The Nonprofit Marketing Guide: High-Impact, Low-Cost Ways to Build Support for Your Good Cause
May 2010, Jossey-Bass
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Preface: Why I Wrote This Book.
Introduction: How to Use This Book.
PART ONE Getting Ready to Do It Right.
CHAPTER ONE Ten New Realities for Nonprofits.
Reality 1: Marketing Is Not a Dirty Word—Nor Is Communications or Public Relations.
Reality 2: There Is No Such Thing as the General Public.
Reality 3: You Need to Build Your Own Media Empire.
Reality 4: All Generations—Including Seniors—Are Online.
Reality 5: Nonprofit Communicators Are Transforming into Community Organizers.
Reality 6: Personal and Organizational Personalities, or Brands, Are Blending.
Reality 7: Good Nonprofit Marketing Takes More Time Than Money.
Reality 8: You've Already Lost Control of Your Message—Stop Pretending Otherwise.
Reality 9: Marketing Is Not Fundraising, but It Is Essential to It.
Reality 10: Old-Fashioned Basics Still Work Best, Even Online.
Conclusion: Try Boldly, and Try Again.
CHAPTER TWO Nonprofi t Marketing Plans in Theory—and in the Real World.
The Real Defi nition of Marketing.
The Five Ps of Social Marketing.
Elements of a Comprehensive Nonprofi t Marketing Plan.
Nonprofi t Marketing the Quick-and-Dirty Way.
Example: The American Red Cross's "Do More Than Cross Your Fingers" Campaign.
Conclusion: Always Think Before You Speak.
CHAPTER THREE Listen to the World Around You.
Watch and Listen.
Convene Informal Focus Groups.
Conduct Online Surveys.
Analyze Your Web and Email Statistics.
Review Media Kits and Advertising.
Watch for Relevant Polling and Survey Data.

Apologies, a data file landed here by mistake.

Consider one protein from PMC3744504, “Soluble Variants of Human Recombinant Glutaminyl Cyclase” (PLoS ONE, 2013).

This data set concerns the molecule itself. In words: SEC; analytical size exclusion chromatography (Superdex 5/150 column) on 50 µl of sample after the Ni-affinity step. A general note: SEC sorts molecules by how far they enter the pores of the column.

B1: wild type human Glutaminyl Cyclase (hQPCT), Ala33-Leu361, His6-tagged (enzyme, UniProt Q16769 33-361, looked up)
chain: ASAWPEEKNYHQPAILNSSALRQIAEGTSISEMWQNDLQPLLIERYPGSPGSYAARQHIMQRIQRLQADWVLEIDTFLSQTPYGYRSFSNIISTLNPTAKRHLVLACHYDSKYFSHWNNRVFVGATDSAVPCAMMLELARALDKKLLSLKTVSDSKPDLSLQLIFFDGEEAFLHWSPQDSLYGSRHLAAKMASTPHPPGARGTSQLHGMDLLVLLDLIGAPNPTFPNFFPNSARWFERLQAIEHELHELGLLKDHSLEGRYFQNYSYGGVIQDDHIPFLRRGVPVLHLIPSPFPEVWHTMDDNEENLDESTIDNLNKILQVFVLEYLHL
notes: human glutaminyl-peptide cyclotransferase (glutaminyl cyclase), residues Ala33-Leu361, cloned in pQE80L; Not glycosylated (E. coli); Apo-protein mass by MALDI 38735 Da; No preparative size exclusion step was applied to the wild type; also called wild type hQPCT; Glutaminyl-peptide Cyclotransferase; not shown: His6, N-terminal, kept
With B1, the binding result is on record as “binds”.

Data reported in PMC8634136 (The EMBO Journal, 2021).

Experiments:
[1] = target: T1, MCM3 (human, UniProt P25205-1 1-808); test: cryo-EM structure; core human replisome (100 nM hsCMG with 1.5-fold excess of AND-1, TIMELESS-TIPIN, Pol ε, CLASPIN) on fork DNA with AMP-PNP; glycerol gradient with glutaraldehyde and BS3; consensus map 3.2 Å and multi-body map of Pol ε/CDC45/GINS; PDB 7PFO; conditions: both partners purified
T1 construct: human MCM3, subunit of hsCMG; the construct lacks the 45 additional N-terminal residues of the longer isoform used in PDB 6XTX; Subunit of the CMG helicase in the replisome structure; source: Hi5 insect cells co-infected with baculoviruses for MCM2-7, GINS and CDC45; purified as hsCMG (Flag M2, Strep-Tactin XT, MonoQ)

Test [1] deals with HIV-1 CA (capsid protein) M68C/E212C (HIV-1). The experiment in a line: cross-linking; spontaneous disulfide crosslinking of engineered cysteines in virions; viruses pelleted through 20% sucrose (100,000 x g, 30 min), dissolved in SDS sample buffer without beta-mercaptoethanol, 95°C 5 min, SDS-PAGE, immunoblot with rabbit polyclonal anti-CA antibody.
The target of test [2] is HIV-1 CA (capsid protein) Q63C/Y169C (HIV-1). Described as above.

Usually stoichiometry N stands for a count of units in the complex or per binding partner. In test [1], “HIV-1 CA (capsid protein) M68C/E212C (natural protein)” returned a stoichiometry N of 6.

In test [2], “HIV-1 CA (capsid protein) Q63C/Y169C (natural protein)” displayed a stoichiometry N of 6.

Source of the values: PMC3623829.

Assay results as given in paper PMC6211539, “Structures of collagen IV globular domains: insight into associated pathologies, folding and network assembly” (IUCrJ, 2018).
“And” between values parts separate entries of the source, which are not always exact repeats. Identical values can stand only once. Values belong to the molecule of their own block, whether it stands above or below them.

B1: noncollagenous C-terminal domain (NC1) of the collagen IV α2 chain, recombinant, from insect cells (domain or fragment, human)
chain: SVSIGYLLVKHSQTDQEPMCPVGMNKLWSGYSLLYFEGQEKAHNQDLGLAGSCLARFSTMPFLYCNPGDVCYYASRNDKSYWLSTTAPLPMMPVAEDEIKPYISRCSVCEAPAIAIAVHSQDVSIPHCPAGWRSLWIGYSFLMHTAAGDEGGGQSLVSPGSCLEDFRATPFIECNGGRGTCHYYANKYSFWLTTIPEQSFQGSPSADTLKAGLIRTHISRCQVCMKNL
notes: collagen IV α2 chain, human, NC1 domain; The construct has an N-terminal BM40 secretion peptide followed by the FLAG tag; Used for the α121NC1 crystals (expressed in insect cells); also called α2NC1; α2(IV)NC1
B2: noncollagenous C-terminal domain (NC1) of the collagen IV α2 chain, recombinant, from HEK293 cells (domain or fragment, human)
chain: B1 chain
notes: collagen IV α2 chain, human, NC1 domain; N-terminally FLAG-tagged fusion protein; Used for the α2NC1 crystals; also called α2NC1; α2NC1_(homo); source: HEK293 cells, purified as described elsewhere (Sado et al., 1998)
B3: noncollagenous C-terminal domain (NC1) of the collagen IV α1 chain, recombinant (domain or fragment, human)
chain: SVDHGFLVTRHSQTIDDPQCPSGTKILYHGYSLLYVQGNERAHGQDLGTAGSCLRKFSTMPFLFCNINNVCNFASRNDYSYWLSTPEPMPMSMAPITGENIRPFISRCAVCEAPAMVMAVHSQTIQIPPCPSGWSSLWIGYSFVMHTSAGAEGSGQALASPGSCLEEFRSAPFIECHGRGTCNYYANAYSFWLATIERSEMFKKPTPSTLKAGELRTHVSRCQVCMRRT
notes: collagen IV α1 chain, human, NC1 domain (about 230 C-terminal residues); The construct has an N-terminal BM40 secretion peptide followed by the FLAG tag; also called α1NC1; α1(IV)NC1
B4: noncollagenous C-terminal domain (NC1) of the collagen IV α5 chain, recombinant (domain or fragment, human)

Monitor Online Mentions and Social Media Conversations.
Follow Specifi c People and Sources Online.
What to Do with What You Learn.
Conclusion: Never Stop Listening.
PART TWO Writing a Quick-and-Dirty Marketing Plan for a Specifi c Program.
CHAPTER FOUR Define Your Audiences: Who Do You Want to Reach?
Recognize That You Have Multiple Audiences.
Segment Your Target Audience into Groups.
Example: Defi ning One Segment of a Target Audience.
Use Personas to More Clearly Describe Your Groups.
Example: Creating Specifi c Personas Within a Segmented Group.
Avoid Cultural Stereotypes.
Watch for Gatekeepers and Create Personas for Them, Too.
Conclusion: Don't Jump Ahead to Tactics.
CHAPTER FIVE Create a Powerful Message: What Do You Want to Say?
The Power of One Over Many.
The Power of Emotional Content.
The Power of Personal Identity.
The Power of Logic, Reason, and Statistics.
The Power of a Clear Call to Action.
Create Messages That Appeal to Your Target Audience.
Example: Matching Messages to Personas' Values.
Conclusion: Even the Relief Workers Want to Save the Darfur Puppy.
CHAPTER SIX Deliver Your Message: How and Where Are You Going to Say It?
Package Your Message into Words.
Support Your Words with Images.
Select the Best Communications Channels for Your Audience.
Use Multiple Channels to Reinforce Your Message.
Put Your Message Where Your Audience Is Already Going.
Example: Selecting Channels to Reach Volunteers.
Convince Your Supporters to Open Your Email.
Conclusion: Find the Right Mix and Give It Time to Work.
CHAPTER SEVEN Spread Your Message Further by Telling Great Stories.
Add "Storyteller" to Your Job Description.
Tell Stories with the Challenge Plot.
Tell Stories with the Creativity Plot.
Tell Stories with the Connection Plot.
Use the Six Qualities of a Good Nonprofi t Marketing Story.
Find Fresh Story Ideas.
Interview Your Supporters for Profi les and Stories.